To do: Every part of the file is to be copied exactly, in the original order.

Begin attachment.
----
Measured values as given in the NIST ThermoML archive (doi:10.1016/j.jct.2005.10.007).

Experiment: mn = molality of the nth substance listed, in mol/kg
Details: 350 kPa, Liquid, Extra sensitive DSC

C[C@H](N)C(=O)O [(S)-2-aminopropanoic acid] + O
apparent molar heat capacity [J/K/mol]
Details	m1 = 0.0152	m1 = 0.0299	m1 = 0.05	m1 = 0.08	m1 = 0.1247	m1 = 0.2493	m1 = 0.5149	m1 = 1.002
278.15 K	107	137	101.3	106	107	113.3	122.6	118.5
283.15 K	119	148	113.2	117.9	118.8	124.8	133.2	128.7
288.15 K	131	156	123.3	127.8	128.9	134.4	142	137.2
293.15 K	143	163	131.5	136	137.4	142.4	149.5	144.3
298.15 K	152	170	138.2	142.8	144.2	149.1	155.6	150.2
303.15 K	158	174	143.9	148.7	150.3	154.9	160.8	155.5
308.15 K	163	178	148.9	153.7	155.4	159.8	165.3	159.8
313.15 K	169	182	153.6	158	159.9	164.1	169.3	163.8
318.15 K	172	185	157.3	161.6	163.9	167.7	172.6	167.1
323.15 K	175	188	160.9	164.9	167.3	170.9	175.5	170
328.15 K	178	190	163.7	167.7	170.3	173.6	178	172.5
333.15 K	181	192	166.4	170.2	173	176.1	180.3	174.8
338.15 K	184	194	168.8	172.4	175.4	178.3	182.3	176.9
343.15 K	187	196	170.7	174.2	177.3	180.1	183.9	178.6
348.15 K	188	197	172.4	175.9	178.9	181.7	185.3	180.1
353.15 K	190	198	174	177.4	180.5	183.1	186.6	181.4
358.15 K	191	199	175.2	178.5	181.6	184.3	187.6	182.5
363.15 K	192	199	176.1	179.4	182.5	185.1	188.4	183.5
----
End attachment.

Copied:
Measured values as given in the NIST ThermoML archive (doi:10.1016/j.jct.2005.10.007).

Experiment: mn = molality of the nth substance listed, in mol/kg
Details: 350 kPa, Liquid, Extra sensitive DSC

C[C@H](N)C(=O)O [(S)-2-aminopropanoic acid] + O
apparent molar heat capacity [J/K/mol]
Details	m1 = 0.0152	m1 = 0.0299	m1 = 0.05	m1 = 0.08	m1 = 0.1247	m1 = 0.2493	m1 = 0.5149	m1 = 1.002
278.15 K	107	137	101.3	106	107	113.3	122.6	118.5
283.15 K	119	148	113.2	117.9	118.8	124.8	133.2	128.7
288.15 K	131	156	123.3	127.8	128.9	134.4	142	137.2
293.15 K	143	163	131.5	136	137.4	142.4	149.5	144.3
298.15 K	152	170	138.2	142.8	144.2	149.1	155.6	150.2
303.15 K	158	174	143.9	148.7	150.3	154.9	160.8	155.5
308.15 K	163	178	148.9	153.7	155.4	159.8	165.3	159.8
313.15 K	169	182	153.6	158	159.9	164.1	169.3	163.8
318.15 K	172	185	157.3	161.6	163.9	167.7	172.6	167.1
323.15 K	175	188	160.9	164.9	167.3	170.9	175.5	170
328.15 K	178	190	163.7	167.7	170.3	173.6	178	172.5
333.15 K	181	192	166.4	170.2	173	176.1	180.3	174.8
338.15 K	184	194	168.8	172.4	175.4	178.3	182.3	176.9
343.15 K	187	196	170.7	174.2	177.3	180.1	183.9	178.6
348.15 K	188	197	172.4	175.9	178.9	181.7	185.3	180.1
353.15 K	190	198	174	177.4	180.5	183.1	186.6	181.4
358.15 K	191	199	175.2	178.5	181.6	184.3	187.6	182.5
363.15 K	192	199	176.1	179.4	182.5	185.1	188.4	183.5